Wendell Cox has been doing a fine job checking the various claims that "the cities are back." Today's WSJ includes "Suburb Population Growth Slows" which cites a recent Brooking study of 2008-2009 population growth in the top 100 cities (not metro areas). The report suggests that recession-year residential moves are down.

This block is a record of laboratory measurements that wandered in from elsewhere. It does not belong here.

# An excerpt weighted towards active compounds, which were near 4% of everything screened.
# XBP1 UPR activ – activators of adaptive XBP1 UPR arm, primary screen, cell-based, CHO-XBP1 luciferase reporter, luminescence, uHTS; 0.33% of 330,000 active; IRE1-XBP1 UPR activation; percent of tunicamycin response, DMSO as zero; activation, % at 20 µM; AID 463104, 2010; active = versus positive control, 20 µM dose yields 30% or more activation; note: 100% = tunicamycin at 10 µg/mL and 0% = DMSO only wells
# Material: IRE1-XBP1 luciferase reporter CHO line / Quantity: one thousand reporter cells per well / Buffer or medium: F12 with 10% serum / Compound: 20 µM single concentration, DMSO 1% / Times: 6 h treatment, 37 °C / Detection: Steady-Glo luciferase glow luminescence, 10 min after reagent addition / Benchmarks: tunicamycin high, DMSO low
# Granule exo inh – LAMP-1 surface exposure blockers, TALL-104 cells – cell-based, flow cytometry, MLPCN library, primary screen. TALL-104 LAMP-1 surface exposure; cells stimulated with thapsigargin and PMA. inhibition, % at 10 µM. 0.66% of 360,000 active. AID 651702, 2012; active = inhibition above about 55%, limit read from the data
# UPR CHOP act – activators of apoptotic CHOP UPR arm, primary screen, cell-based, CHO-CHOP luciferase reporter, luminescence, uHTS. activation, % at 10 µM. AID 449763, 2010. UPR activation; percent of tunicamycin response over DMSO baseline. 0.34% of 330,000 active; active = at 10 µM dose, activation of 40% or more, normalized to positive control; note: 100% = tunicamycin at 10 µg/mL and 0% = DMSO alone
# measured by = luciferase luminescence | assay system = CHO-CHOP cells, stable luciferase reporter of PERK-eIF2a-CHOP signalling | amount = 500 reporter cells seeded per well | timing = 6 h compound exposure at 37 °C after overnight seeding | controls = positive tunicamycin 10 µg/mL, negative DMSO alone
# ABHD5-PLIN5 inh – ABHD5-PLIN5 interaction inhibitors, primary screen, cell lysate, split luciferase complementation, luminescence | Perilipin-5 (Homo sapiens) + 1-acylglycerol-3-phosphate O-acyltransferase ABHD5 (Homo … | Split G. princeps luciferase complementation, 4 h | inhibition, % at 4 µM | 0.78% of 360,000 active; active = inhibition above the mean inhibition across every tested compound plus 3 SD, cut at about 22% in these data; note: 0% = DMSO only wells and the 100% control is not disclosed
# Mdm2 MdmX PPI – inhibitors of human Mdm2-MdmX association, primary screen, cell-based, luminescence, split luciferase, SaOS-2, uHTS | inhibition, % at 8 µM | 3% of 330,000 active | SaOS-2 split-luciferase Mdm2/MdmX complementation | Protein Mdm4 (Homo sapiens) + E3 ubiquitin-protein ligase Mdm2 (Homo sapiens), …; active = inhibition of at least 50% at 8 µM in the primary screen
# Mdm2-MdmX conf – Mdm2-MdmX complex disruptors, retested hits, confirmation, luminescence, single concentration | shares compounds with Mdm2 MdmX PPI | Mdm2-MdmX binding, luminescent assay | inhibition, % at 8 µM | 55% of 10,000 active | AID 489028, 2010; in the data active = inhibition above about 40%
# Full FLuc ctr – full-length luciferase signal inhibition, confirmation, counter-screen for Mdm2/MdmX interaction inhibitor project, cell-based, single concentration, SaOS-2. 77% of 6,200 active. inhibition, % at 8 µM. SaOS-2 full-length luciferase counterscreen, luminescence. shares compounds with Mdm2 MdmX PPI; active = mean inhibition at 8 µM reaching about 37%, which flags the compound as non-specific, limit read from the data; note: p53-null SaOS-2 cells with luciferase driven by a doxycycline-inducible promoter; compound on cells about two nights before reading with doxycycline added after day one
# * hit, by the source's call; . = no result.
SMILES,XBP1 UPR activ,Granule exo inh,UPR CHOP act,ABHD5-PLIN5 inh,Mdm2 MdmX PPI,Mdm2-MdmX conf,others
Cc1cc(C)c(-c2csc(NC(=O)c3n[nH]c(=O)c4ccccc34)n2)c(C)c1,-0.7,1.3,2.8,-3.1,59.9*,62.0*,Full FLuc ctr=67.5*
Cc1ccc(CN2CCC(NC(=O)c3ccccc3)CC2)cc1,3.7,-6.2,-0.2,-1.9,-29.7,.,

But the boundary issues again muddy some of the picture. Five of the top-ten (by population) cities that grew faster than the national average over the 12 months involved here are very spread out. Some would say that they "sprawl". The cities Houston, Phoenix, San Antonio, Dallas and San Jose cover huge areas (average 400 square miles) that include neighborhoods that many of us would think of as suburban.